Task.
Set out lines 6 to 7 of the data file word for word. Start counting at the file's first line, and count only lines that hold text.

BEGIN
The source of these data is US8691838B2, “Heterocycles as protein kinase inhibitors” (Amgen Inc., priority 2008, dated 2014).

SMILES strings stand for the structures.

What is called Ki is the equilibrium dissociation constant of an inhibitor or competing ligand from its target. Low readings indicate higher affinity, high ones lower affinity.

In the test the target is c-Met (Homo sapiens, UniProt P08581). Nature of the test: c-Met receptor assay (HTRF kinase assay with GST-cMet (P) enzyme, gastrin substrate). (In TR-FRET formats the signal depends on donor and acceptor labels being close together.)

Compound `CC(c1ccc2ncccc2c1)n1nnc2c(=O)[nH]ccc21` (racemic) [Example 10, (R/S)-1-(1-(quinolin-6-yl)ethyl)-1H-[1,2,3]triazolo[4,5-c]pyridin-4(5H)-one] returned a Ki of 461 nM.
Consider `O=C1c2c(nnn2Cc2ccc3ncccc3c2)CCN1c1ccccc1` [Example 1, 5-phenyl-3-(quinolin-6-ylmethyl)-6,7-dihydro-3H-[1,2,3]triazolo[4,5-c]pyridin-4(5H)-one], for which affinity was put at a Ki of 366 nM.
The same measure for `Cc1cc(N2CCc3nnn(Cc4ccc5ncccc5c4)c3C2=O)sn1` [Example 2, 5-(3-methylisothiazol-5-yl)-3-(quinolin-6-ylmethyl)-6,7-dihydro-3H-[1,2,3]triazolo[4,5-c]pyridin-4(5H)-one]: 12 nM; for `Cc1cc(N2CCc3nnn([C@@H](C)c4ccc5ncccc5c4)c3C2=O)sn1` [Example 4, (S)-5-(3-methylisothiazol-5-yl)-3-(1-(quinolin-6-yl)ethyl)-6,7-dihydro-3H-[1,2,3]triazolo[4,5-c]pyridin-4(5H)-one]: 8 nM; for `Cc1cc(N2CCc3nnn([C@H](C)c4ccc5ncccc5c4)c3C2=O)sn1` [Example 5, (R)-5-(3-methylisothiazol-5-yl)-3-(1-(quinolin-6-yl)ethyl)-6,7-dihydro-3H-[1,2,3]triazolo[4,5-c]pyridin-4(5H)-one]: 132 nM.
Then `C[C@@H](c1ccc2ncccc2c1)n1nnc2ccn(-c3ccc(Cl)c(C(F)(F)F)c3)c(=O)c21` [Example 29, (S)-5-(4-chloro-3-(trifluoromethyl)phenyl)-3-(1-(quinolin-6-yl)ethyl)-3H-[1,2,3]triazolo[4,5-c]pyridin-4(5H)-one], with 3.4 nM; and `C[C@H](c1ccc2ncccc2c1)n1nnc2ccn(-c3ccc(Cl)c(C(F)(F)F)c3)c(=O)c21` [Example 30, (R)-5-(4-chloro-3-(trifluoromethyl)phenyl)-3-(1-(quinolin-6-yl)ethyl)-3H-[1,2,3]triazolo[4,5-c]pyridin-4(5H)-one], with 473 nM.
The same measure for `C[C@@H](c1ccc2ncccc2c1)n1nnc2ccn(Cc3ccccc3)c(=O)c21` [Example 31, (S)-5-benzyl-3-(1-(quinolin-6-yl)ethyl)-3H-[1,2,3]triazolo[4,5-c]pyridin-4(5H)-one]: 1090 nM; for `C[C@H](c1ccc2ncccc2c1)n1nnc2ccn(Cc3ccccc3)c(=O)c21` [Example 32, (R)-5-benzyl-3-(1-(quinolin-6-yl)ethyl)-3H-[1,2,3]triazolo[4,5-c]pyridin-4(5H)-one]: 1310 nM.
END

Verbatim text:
Consider `O=C1c2c(nnn2Cc2ccc3ncccc3c2)CCN1c1ccccc1` [Example 1, 5-phenyl-3-(quinolin-6-ylmethyl)-6,7-dihydro-3H-[1,2,3]triazolo[4,5-c]pyridin-4(5H)-one], for which affinity was put at a Ki of 366 nM.
The same measure for `Cc1cc(N2CCc3nnn(Cc4ccc5ncccc5c4)c3C2=O)sn1` [Example 2, 5-(3-methylisothiazol-5-yl)-3-(quinolin-6-ylmethyl)-6,7-dihydro-3H-[1,2,3]triazolo[4,5-c]pyridin-4(5H)-one]: 12 nM; for `Cc1cc(N2CCc3nnn([C@@H](C)c4ccc5ncccc5c4)c3C2=O)sn1` [Example 4, (S)-5-(3-methylisothiazol-5-yl)-3-(1-(quinolin-6-yl)ethyl)-6,7-dihydro-3H-[1,2,3]triazolo[4,5-c]pyridin-4(5H)-one]: 8 nM; for `Cc1cc(N2CCc3nnn([C@H](C)c4ccc5ncccc5c4)c3C2=O)sn1` [Example 5, (R)-5-(3-methylisothiazol-5-yl)-3-(1-(quinolin-6-yl)ethyl)-6,7-dihydro-3H-[1,2,3]triazolo[4,5-c]pyridin-4(5H)-one]: 132 nM.